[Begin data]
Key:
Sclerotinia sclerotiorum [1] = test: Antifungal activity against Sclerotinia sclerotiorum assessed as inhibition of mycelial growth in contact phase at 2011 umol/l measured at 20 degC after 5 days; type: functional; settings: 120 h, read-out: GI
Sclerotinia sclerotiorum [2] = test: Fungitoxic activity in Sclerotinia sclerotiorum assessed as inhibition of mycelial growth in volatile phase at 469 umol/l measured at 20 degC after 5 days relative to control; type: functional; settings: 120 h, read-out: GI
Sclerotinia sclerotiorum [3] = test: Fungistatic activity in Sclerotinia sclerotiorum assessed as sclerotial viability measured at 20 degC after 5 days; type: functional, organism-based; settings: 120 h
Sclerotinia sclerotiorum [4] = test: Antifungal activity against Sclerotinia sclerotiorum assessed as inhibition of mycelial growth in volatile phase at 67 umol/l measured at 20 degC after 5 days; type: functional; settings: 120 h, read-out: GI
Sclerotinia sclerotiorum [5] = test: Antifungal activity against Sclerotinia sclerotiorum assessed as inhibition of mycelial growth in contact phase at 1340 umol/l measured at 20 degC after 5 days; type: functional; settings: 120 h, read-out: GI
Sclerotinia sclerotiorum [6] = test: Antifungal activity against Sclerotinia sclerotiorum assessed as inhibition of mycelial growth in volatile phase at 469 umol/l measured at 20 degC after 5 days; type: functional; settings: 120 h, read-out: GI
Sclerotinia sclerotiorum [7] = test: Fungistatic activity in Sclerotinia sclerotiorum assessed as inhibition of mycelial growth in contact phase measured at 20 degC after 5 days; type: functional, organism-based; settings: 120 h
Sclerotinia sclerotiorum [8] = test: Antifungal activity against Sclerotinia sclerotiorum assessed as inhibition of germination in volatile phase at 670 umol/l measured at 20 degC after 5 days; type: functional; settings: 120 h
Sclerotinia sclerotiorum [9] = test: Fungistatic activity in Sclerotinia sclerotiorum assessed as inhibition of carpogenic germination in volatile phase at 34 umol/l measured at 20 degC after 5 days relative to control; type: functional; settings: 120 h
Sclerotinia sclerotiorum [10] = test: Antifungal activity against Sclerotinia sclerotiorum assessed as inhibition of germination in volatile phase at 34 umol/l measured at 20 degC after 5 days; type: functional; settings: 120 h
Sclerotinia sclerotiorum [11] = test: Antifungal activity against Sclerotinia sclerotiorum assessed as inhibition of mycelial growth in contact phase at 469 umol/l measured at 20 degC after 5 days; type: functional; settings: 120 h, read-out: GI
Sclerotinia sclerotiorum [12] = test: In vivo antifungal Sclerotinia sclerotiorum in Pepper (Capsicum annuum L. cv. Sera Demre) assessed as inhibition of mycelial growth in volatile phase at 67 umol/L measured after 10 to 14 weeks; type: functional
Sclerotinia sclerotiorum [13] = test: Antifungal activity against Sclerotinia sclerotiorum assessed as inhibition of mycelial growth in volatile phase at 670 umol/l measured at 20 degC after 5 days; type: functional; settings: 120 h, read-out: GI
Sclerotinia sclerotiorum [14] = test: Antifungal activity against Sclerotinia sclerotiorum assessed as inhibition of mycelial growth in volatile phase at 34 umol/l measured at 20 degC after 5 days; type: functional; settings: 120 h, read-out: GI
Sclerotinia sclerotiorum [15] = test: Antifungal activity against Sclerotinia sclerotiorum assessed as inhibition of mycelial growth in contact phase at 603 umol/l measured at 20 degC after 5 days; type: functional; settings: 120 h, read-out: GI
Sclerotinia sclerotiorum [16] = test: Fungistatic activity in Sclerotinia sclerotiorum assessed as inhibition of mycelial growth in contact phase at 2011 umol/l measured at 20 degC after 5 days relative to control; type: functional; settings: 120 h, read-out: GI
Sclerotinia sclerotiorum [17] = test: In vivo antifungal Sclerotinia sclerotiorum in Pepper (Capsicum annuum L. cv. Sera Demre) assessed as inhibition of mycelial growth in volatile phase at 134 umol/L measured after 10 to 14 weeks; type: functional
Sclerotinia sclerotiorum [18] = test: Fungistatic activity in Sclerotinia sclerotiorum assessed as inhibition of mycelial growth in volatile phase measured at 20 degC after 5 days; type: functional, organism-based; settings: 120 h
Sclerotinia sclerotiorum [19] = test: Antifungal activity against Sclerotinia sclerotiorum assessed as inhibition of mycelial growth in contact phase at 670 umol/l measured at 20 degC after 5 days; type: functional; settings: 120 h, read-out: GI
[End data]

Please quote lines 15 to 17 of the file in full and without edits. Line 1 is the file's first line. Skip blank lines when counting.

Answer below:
Sclerotinia sclerotiorum [14] = test: Antifungal activity against Sclerotinia sclerotiorum assessed as inhibition of mycelial growth in volatile phase at 34 umol/l measured at 20 degC after 5 days; type: functional; settings: 120 h, read-out: GI
Sclerotinia sclerotiorum [15] = test: Antifungal activity against Sclerotinia sclerotiorum assessed as inhibition of mycelial growth in contact phase at 603 umol/l measured at 20 degC after 5 days; type: functional; settings: 120 h, read-out: GI
Sclerotinia sclerotiorum [16] = test: Fungistatic activity in Sclerotinia sclerotiorum assessed as inhibition of mycelial growth in contact phase at 2011 umol/l measured at 20 degC after 5 days relative to control; type: functional; settings: 120 h, read-out: GI